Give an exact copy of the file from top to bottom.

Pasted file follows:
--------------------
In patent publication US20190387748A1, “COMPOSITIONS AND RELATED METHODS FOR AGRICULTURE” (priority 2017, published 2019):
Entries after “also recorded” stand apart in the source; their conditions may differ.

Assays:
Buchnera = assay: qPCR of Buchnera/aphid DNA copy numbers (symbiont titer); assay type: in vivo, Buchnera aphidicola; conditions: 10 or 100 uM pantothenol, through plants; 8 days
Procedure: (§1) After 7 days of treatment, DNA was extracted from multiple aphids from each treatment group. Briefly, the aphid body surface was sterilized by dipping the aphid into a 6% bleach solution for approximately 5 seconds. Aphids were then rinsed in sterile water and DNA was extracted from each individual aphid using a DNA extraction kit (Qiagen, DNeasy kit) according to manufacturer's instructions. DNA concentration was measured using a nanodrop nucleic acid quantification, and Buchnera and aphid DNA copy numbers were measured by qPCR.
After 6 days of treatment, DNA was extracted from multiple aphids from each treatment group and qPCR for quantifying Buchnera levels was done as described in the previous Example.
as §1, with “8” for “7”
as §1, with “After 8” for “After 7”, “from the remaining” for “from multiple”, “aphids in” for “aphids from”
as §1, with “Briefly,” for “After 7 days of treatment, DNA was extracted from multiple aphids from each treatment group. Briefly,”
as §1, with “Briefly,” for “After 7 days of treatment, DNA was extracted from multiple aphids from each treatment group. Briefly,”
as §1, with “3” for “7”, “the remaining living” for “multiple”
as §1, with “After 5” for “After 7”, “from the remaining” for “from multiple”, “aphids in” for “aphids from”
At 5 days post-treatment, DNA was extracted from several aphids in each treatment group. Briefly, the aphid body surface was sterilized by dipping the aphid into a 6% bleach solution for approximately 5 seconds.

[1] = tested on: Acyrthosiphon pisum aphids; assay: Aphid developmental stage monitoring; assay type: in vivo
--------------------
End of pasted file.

In patent publication US20190387748A1, “COMPOSITIONS AND RELATED METHODS FOR AGRICULTURE” (priority 2017, published 2019):
Entries after “also recorded” stand apart in the source; their conditions may differ.

Assays:
Buchnera = assay: qPCR of Buchnera/aphid DNA copy numbers (symbiont titer); assay type: in vivo, Buchnera aphidicola; conditions: 10 or 100 uM pantothenol, through plants; 8 days
Procedure: (§1) After 7 days of treatment, DNA was extracted from multiple aphids from each treatment group. Briefly, the aphid body surface was sterilized by dipping the aphid into a 6% bleach solution for approximately 5 seconds. Aphids were then rinsed in sterile water and DNA was extracted from each individual aphid using a DNA extraction kit (Qiagen, DNeasy kit) according to manufacturer's instructions. DNA concentration was measured using a nanodrop nucleic acid quantification, and Buchnera and aphid DNA copy numbers were measured by qPCR.
After 6 days of treatment, DNA was extracted from multiple aphids from each treatment group and qPCR for quantifying Buchnera levels was done as described in the previous Example.
as §1, with “8” for “7”
as §1, with “After 8” for “After 7”, “from the remaining” for “from multiple”, “aphids in” for “aphids from”
as §1, with “Briefly,” for “After 7 days of treatment, DNA was extracted from multiple aphids from each treatment group. Briefly,”
as §1, with “Briefly,” for “After 7 days of treatment, DNA was extracted from multiple aphids from each treatment group. Briefly,”
as §1, with “3” for “7”, “the remaining living” for “multiple”
as §1, with “After 5” for “After 7”, “from the remaining” for “from multiple”, “aphids in” for “aphids from”
At 5 days post-treatment, DNA was extracted from several aphids in each treatment group. Briefly, the aphid body surface was sterilized by dipping the aphid into a 6% bleach solution for approximately 5 seconds.

[1] = tested on: Acyrthosiphon pisum aphids; assay: Aphid developmental stage monitoring; assay type: in vivo